Dione is a small moon of 349 miles (562 km) in mean radius orbiting Saturn every 2.7 days at a distance of 234,500 miles (377,400 km), which is roughly the same distance that the moon orbits around the Earth.


Saturn's rings and Tethys from Cassini (October 29, 2007)
Saturn’s rings and Tethys (October 29, 2007). The gas giant’s dark-side rings glow in shades of brown and gold, contrasting with the more neutral appearance of the icy moon Tethys, which is 1,062 kilometers, or 660 miles across. This view looks toward the anti-Saturn side of Tethys and the unilluminated side of the rings from about 2 degrees above the ring plane. North is up and rotated 35 degrees to the right. Images taken using red, green, and blue spectral filters were combined to create this natural color view. The view was acquired with the Cassini spacecraft narrow-angle camera on October 29, 2007, at a distance of approximately 2.1 million kilometers (1.3 million miles) from Tethys and at a Sun-Tethys-spacecraft, or phase, angle of 21 degrees.

Tethys was discovered by Giovanni Domenico Cassini on March 21, 1684, together with Dione, another moon of Saturn, and is named after the titan Tethys of Greek mythology.

It is Saturn’s fifth-largest moon. Its irregular shape is 331 miles (533 kilometers) in mean radius, with dimensions 669 x 657 x 654 miles (1076.8 x 1057.4 x 1052.6 kilometers).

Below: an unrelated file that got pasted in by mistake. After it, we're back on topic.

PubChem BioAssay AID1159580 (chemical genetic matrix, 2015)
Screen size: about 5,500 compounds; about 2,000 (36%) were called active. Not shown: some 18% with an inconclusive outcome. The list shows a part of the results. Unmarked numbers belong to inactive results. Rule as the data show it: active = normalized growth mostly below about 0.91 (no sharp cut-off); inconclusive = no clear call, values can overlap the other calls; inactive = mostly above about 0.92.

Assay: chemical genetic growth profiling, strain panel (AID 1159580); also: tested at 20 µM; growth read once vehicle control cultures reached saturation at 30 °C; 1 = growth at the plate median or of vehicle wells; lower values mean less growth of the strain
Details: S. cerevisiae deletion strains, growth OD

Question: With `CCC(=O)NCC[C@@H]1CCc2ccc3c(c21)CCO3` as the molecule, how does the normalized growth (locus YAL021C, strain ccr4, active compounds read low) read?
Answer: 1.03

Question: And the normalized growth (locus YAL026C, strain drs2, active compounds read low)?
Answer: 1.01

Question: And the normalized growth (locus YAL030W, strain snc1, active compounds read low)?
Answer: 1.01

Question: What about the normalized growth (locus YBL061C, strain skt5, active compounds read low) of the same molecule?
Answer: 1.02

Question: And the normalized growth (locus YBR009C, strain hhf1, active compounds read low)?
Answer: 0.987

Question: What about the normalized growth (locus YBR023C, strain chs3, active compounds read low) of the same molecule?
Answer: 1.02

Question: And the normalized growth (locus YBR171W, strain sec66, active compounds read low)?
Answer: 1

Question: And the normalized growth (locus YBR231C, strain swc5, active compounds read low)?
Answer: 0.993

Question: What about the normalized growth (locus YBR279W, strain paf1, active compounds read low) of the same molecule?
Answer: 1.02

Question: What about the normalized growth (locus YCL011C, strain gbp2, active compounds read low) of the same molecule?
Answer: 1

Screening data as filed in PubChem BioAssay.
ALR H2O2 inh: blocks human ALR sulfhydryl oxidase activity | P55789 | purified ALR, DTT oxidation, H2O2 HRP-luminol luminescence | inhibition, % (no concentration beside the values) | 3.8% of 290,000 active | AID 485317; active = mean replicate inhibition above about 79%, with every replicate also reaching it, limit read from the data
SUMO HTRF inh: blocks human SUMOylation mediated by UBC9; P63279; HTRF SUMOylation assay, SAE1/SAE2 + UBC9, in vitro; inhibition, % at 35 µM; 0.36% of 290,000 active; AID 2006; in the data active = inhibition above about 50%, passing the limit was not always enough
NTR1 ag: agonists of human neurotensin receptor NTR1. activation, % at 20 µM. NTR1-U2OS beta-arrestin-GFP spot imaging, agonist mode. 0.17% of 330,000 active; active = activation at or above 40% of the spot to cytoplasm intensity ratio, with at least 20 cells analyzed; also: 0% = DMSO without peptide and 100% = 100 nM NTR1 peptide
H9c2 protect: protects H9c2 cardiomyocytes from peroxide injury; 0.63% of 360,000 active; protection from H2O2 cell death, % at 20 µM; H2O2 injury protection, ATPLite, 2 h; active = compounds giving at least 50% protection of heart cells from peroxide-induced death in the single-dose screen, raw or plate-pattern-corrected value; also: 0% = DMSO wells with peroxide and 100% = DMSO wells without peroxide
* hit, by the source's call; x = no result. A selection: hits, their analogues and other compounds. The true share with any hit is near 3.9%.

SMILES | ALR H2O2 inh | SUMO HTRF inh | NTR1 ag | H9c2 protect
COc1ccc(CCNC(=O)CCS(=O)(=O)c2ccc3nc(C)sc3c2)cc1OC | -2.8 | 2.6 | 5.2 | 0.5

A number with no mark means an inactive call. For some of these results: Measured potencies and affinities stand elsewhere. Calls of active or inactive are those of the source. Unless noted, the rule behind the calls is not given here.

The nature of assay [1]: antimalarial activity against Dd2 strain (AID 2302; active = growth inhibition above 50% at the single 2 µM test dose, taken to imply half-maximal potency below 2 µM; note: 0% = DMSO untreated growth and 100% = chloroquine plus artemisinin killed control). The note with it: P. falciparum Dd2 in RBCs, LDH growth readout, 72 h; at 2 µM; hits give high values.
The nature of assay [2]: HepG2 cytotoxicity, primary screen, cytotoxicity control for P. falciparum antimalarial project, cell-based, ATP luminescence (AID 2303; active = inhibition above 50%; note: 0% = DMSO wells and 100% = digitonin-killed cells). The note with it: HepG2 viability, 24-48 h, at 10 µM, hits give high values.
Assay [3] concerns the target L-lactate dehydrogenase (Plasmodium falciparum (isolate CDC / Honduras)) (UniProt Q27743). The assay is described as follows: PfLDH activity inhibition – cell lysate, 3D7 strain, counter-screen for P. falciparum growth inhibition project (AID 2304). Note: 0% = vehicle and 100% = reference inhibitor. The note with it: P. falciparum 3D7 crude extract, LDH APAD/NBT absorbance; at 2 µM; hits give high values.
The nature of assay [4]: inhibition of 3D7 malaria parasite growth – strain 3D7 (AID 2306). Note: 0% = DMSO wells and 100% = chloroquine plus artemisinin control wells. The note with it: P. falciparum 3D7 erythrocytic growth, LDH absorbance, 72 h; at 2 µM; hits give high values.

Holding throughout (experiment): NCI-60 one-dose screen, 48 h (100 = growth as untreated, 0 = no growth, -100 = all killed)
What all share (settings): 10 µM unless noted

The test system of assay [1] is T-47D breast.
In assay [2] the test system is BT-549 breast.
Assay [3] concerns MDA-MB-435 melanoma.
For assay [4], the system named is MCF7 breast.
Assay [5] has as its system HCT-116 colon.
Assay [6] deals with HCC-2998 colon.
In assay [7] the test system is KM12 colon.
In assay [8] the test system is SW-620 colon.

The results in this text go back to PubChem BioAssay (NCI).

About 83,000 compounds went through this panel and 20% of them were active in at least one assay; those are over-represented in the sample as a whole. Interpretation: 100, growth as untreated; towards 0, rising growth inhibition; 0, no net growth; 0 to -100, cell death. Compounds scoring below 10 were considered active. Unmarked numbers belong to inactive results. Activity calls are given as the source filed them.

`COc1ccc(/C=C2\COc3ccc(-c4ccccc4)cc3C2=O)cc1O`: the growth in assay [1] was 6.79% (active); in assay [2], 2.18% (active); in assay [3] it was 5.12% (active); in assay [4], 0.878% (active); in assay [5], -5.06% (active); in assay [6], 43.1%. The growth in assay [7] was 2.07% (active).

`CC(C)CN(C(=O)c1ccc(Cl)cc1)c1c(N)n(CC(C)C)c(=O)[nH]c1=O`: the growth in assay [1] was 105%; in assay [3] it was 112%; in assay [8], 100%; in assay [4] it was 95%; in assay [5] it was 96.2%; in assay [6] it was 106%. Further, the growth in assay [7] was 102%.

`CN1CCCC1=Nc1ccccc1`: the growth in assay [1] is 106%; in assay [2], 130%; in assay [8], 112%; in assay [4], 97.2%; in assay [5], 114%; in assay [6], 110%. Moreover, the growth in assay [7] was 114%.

The Italian astronomer named the four moons he discovered (Tethys, Dione, Rhea, and Iapetus) Sidera Lodoicea (“the stars of Louis”) to honor King Louis XIV (5 September 1638 – 1 September 1715), known as Louis the Great (Louis le Grand) or the Sun King (le Roi Soleil), a monarch of the House of Bourbon who reigned as King of France from 1643 until his death in 1715.

Tethys has a low density of 0.98 g/cm3, the lowest of all the major moons in the Solar System, indicating that it is made of water ice with just a small fraction of rock. This is confirmed by the spectroscopy of its surface. The largest impact crater on Tethys, which can be seen in the image above, Odysseus, is about 250 miles (400 km) in diameter.

March 21 in Science, Technology, Astronomy, and Space Exploration history


  1. The name of the mission was actually Cassini-Huygens. It was a joint project of NASA, ESA (the European Space Agency), and the Italian Space Agency (ASI). The spacecraft, named after astronomers Giovanni Cassini and Christiaan Huygens, comprised both NASA’s Cassini probe and ESA’s Huygens lander which would land on Saturn’s largest moon, Titan. Cassini released the Huygens probe on December 25, 2004, by means of a spring and spiral rails intended to rotate the probe for greater stability. It entered the atmosphere of Titan on January 14, 2005, and after a two-and-a-half-hour descent landed on solid ground. Cassini probe was destroyed by diving into Saturn’s atmosphere on September 15, 2017. This method of disposal was planned to avoid potential biological contamination of Saturn’s moons, since Titan, Enceladus, and other icy moons of Saturn may harbor oceans and alien life.


M. Özgür Nevres